The Trail Animals Running Club’s TARCtic Frozen Yeti 30-Hour Ultra was originally slated for Jan. 29-30 weekend, so the majority of New England ultrarunners looking to race selected that event as their primary objective for the weekend, though it was ultimately postponed by a week due to the massive Nor’easter that brought more than two feet of snow to much of the state. Several runners headed out-of-state to race, however, most of them escaped the storm’s clutches to run in warmer climates during the final weekend of January. Those races are featured in this edition of the roundup.
AZT Oracle Rumble
Since starting to run ultras in the fall of 2018, Alex Markle has made an annual trip to Arizona a part of his ultramarathon racing calendar – at least until COVID-19 hit. Markle, 41, of Burlington, Mass., opened the 2019 and 2020 seasons by traveling to Oracle, Ariz., and racing the 50K distance at the AZT Oracle Rumble.
The event was canceled in 2021 due to the pandemic, but it returned in 2022 for its fifth edition on Saturday, Jan. 29, and Markle was there once again. This time, he entered the 50-mile race.
The race challenged runners with singletrack trails at Oracle State Park, including sections of the Arizona National Scenic Trail. Eighteen runners finished the 50-mile distance, led by 32-year-old Zach Lepley of Sierra Vista, Ariz., in 8:59:34, and 47-year-old Angela Shartel of San Diego, Calif., who set a new women’s course record in 9:53:12. Markle finished 12th overall in 12:15:03.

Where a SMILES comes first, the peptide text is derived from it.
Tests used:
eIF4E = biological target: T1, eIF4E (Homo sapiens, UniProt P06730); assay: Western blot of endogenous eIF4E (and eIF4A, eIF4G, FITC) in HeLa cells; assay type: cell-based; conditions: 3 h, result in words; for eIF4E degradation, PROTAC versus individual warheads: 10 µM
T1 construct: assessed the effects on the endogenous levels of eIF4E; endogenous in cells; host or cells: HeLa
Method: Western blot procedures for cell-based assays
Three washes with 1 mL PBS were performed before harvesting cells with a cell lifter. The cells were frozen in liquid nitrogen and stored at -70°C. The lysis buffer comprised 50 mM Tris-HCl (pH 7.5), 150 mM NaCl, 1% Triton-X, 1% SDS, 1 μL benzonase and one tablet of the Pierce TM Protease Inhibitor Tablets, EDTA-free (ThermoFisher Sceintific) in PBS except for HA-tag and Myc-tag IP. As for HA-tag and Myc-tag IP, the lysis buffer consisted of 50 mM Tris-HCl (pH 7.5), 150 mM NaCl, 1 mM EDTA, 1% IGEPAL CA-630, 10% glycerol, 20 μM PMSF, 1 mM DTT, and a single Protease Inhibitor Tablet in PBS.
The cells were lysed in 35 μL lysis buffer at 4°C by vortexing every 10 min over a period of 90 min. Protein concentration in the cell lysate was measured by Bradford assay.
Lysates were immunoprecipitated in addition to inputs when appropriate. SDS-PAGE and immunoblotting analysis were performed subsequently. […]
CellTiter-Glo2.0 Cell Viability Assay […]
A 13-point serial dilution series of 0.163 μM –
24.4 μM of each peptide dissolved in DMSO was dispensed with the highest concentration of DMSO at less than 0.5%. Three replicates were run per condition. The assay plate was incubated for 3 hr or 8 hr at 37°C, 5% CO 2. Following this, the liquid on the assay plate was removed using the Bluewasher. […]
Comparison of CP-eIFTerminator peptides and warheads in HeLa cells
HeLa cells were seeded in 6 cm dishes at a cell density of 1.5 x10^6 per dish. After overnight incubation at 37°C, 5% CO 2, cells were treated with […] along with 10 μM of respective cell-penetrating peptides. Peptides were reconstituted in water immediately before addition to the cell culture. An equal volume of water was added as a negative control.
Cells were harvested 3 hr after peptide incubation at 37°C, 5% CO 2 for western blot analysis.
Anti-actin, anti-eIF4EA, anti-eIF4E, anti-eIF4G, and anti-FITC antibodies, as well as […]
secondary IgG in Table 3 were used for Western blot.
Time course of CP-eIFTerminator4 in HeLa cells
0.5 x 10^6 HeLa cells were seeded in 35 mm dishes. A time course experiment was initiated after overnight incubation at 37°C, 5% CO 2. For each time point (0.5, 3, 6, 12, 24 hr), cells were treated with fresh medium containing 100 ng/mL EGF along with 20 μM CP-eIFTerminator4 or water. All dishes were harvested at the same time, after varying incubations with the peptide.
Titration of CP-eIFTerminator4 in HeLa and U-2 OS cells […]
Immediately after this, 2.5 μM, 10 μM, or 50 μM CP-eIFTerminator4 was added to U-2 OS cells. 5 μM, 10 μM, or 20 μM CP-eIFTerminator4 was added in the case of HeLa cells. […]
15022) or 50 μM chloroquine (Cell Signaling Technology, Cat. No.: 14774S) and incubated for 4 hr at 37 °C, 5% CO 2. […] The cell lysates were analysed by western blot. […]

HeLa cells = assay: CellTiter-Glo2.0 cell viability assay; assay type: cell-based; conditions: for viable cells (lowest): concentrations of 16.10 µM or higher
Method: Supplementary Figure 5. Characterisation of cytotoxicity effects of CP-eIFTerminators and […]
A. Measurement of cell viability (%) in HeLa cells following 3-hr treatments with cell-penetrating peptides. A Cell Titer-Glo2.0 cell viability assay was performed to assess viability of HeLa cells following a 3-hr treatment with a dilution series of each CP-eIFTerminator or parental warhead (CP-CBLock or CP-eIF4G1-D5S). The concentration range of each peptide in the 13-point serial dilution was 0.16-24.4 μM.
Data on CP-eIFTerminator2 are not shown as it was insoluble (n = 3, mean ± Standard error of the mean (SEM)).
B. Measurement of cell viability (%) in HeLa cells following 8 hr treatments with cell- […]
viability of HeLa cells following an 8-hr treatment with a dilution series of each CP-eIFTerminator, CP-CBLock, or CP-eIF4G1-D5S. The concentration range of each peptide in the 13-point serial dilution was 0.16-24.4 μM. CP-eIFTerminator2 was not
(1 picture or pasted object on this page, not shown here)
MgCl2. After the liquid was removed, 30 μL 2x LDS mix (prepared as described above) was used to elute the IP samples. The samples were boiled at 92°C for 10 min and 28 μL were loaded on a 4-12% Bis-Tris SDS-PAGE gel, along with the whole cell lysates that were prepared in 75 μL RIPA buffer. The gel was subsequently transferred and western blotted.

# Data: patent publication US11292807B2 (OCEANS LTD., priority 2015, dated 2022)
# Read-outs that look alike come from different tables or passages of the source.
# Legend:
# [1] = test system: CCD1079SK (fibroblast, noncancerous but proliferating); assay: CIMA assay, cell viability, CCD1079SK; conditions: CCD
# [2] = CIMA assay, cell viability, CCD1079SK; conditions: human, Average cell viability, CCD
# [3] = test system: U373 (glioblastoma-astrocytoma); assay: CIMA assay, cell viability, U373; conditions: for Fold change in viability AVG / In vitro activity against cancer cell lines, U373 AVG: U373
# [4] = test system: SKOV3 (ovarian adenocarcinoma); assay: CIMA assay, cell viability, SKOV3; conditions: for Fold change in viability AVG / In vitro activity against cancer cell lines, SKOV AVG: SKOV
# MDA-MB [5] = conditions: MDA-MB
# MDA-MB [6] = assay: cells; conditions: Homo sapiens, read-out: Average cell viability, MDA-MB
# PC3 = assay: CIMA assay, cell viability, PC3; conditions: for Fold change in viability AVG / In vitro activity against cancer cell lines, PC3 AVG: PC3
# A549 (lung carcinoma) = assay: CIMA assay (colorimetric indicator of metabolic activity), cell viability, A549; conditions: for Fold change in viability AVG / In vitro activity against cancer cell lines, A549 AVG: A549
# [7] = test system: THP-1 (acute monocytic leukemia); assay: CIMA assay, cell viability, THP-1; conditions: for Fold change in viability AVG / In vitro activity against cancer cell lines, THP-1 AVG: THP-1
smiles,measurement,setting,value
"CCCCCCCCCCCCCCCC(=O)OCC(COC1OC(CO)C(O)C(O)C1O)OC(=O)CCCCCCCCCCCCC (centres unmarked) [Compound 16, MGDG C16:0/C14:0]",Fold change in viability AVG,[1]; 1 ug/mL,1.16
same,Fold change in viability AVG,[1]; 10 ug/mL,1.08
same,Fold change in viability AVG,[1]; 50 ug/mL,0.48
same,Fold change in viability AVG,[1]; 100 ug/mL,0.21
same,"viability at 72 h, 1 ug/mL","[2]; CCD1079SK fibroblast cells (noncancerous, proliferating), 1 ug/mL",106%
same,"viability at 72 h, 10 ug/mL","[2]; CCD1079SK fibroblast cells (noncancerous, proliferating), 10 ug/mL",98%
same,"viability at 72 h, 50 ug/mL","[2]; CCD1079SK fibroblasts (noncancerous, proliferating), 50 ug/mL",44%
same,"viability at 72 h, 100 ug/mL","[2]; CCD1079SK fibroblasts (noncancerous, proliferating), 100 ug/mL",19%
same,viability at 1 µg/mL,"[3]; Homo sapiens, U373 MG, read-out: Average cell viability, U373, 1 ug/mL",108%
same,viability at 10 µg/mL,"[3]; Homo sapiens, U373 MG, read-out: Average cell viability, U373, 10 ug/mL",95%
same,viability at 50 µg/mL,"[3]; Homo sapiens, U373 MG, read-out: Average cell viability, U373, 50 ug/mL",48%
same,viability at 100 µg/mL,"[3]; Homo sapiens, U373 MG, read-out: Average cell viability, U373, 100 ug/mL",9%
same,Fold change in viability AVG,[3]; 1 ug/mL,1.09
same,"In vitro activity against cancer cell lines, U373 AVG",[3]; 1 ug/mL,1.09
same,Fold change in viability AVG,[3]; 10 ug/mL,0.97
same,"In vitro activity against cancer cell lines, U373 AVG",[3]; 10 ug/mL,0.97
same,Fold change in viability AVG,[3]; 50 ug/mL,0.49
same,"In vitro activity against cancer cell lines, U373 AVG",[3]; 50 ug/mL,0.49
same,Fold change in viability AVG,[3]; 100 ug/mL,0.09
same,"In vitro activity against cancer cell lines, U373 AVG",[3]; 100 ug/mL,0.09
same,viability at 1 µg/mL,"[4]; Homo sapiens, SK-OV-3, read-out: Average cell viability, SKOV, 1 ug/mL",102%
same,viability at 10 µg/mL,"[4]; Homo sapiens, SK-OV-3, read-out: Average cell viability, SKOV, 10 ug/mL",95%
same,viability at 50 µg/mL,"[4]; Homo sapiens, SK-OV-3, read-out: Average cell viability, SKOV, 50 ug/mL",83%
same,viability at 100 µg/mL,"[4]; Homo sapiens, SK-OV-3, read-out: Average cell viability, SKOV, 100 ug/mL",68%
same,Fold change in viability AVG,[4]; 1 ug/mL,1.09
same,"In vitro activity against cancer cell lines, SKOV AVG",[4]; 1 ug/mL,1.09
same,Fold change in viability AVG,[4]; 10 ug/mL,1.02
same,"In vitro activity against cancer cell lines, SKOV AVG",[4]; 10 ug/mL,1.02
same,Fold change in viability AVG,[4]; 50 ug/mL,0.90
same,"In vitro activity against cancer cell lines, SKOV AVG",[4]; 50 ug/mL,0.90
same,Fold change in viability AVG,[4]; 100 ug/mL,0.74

Another 51 runners completed the 50K race, though none were New England residents.
The Itch 50K
Andy Novis has been running ultras for more than two decades, and the 58-year-old resident of Medford, Mass., has made a few trips to Florida to race while amassing his ultra resume. In 2011, he tackled his first race in Florida when he finished the Keys 100-miler. He returned six years later and logged 101.7627 miles at the Icarus Ultrafest 24-hour race in 2017. On, Saturday, Jan. 29, Novis returned to the Sunshine State to race once again – this time at The Itch 50K.
The fourth annual event took place on the Florida National Scenic Trail, starting at its East-West junction and heading south to Ocala. Of the 11 runners who finished the race, Novis placed eighth in 7:04:00. Simon Dnato, 45, of Calgary, Alberta, won the race in a men’s course-record time of 4:56:00. Deanna Doane, 23, of Jacksonville, Fla., finished second overall and set a new women’s course record in 5:18:00.
When it was founded in 2015, the Skydive Ultras put a new twist on ultrarunning – the early miles were rapid fast while plummeting from an airplane, and the post-adrenaline rush cooldown was the remainder of the race, be it 100 miles, 100K, 50 miles or 50K.
Eric Despres of Gardner, Mass., and Brian Teason of Manchester, Vt., have become regulars at the unique event, and both returned for its sixth edition on Jan. 29-30 in Clewiston, Fla.
Despres, 46, raced the 50-miler this year while Teason, 60, took part in the 50K.